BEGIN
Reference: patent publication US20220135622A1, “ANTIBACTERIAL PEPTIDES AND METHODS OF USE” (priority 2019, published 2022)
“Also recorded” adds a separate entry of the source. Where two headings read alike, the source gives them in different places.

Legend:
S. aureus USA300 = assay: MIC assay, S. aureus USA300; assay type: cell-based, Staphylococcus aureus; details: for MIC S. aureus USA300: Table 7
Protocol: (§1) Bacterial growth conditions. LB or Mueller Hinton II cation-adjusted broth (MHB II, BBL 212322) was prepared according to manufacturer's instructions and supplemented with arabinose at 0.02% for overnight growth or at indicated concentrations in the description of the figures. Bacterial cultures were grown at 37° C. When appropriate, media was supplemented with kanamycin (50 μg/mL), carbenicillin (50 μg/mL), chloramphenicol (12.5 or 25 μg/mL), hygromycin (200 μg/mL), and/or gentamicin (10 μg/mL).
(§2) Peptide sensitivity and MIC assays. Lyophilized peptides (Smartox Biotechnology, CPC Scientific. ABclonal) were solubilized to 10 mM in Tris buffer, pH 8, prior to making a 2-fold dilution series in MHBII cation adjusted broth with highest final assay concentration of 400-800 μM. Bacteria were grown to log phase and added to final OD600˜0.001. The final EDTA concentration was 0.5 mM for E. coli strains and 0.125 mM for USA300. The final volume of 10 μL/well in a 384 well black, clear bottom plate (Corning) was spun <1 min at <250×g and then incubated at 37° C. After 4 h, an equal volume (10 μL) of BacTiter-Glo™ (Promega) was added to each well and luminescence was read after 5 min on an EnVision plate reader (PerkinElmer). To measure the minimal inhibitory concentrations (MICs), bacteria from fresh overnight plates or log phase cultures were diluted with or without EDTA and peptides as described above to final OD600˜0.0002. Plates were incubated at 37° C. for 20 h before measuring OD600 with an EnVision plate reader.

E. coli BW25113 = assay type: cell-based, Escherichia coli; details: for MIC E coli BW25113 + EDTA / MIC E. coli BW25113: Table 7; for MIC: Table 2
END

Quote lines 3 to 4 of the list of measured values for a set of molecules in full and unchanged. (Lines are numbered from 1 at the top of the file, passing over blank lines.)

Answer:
Legend:
S. aureus USA300 = assay: MIC assay, S. aureus USA300; assay type: cell-based, Staphylococcus aureus; details: for MIC S. aureus USA300: Table 7